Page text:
Urban Cycling: a List of Books to Get you Started
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It only takes a weekend trip to Amsterdam, where cyclists rule and 87% of trips under four kilometers are made on bicycles, to be convinced that two-wheelers are the way to go in a city. Babies, children, friends, cats, dogs, and furniture are all transported on sturdy Dutch bikes, with bouquets, lampshades or an ornamental copper bowl balancing on the handlebars. Barring crazy metropolises like Jakarta, Mexico City, or Cairo, in cities where people more or less follow the rules and traffic is still manageable; it should be possible to implement this urban transportation strategy. The Dutch, first through activism, which, over time, led to a national strategy, today have a sustainable, cost-efficient form of transportation. Many cities in Europe and North America have installed bike-sharing systems and have improved bike lanes as city dwellers become aware of the benefits, whether it’s for health reasons, escaping the crush of public transportation, avoiding traffic jams and thus getting to appointments on time, or simply feeling the wind in their hair when cycling over a bridge and that inexorable sensation of freedom…Following is a list of books for wannabe or confirmed urban cyclists. And if you're really worried about your attire, this article might be useful too.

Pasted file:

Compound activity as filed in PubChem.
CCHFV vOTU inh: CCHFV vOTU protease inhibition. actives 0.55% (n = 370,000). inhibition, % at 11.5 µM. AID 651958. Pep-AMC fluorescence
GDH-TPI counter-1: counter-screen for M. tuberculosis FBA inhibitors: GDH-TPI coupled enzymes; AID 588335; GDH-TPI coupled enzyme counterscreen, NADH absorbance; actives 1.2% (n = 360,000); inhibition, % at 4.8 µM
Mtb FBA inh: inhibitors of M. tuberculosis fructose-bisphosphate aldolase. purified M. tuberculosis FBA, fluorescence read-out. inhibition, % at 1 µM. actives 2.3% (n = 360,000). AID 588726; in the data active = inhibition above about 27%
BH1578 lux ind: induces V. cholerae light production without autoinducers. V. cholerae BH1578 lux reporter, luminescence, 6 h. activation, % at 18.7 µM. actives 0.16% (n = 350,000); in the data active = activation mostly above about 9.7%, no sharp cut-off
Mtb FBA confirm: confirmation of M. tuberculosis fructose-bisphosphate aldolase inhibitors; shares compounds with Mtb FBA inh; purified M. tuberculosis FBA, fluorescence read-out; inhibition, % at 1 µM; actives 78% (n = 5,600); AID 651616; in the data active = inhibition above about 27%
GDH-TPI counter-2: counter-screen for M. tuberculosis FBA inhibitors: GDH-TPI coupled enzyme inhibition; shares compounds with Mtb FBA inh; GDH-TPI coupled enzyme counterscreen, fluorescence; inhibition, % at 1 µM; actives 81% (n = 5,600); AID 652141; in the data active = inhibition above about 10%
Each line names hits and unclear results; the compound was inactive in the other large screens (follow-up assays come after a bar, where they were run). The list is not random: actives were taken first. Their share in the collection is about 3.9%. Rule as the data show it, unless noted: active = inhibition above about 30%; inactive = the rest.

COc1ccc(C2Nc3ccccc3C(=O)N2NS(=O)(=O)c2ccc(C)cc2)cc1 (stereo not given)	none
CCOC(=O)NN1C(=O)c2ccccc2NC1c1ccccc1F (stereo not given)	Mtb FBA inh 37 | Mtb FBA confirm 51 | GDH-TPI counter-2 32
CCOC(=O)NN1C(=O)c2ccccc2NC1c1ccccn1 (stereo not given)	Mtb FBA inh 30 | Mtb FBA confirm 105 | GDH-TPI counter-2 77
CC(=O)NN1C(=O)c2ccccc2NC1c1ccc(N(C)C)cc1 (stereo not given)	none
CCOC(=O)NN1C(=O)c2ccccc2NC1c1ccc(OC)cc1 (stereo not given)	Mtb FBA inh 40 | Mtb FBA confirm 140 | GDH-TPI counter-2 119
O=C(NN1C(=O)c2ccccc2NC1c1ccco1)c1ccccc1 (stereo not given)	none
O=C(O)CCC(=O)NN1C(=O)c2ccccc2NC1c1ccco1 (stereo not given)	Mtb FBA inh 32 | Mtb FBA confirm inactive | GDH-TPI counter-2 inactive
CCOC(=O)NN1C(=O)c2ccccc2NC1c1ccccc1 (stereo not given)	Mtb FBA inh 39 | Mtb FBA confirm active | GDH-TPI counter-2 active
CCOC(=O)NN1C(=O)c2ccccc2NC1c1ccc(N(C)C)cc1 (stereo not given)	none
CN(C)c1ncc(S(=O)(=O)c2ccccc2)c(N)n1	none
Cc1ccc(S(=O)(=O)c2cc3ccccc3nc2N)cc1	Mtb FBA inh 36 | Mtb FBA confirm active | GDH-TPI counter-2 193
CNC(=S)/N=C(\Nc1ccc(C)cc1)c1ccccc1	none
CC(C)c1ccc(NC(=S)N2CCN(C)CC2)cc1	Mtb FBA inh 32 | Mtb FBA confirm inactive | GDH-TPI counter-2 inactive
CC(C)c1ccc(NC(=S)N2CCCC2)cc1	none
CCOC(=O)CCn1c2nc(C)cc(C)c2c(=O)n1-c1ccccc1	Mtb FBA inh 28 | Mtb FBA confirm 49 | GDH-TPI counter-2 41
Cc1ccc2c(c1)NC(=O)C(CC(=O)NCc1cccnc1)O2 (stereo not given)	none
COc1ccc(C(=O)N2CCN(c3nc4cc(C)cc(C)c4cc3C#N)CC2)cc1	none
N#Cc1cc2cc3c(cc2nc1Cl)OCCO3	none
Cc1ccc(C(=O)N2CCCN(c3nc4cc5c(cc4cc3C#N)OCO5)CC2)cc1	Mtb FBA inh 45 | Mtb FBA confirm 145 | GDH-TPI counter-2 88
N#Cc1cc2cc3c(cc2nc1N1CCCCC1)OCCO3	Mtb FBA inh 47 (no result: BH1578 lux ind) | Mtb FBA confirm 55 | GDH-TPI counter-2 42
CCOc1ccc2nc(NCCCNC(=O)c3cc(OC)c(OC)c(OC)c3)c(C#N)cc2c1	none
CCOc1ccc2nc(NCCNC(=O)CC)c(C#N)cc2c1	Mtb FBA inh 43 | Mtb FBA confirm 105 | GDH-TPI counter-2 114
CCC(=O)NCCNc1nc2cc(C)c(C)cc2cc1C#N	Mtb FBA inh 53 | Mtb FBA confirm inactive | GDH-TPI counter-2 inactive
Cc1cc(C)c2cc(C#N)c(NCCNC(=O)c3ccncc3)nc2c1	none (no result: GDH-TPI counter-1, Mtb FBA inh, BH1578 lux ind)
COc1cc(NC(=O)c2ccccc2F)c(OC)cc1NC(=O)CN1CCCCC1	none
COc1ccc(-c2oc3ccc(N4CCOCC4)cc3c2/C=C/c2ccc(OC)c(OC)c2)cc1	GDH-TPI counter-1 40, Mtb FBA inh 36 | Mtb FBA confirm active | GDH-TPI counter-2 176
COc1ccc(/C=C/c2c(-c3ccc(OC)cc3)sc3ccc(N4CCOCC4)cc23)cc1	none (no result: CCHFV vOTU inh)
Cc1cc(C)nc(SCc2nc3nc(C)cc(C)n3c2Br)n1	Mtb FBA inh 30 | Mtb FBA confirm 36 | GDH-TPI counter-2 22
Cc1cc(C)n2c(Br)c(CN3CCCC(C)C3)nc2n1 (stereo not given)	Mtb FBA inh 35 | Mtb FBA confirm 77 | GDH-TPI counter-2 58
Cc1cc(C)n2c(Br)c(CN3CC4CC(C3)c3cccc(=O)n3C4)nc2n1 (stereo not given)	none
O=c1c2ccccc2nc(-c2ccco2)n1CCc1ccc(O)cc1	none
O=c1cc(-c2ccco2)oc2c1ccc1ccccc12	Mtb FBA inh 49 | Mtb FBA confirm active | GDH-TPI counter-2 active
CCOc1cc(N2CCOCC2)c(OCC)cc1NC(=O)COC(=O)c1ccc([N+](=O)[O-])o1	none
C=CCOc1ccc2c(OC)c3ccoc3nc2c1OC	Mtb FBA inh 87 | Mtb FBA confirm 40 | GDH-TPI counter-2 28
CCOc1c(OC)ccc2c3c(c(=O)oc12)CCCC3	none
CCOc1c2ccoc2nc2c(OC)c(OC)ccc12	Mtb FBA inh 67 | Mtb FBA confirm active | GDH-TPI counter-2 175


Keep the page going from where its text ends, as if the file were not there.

top photo Marc van Woudenberg
The bicycle has been my means of transportation since 1999. I've commuted to work in both Paris and London, brought my children to school and back, my cat to a specialist vet across the city, and have transported furniture, books, and kilos and kilos of groceries on my bicycle. My first acquisition was a forest green, second hand Dutch model. If you’ve never ridden one, at first it’s quite an adjustment. You feel very tall and regal and slightly ridiculous. Then you become addicted to the comfort of sitting up so straight, with this sturdy, decidedly un-racing-like contraption under you. It’s the perfect city bike. But others may prefer options that are more sleek. In the end, to each his own, but what is universal is that nothing beats the feeling of glee when you sail past angry people stuck in their cars, all the while taking in the countless and fascinating details of your city.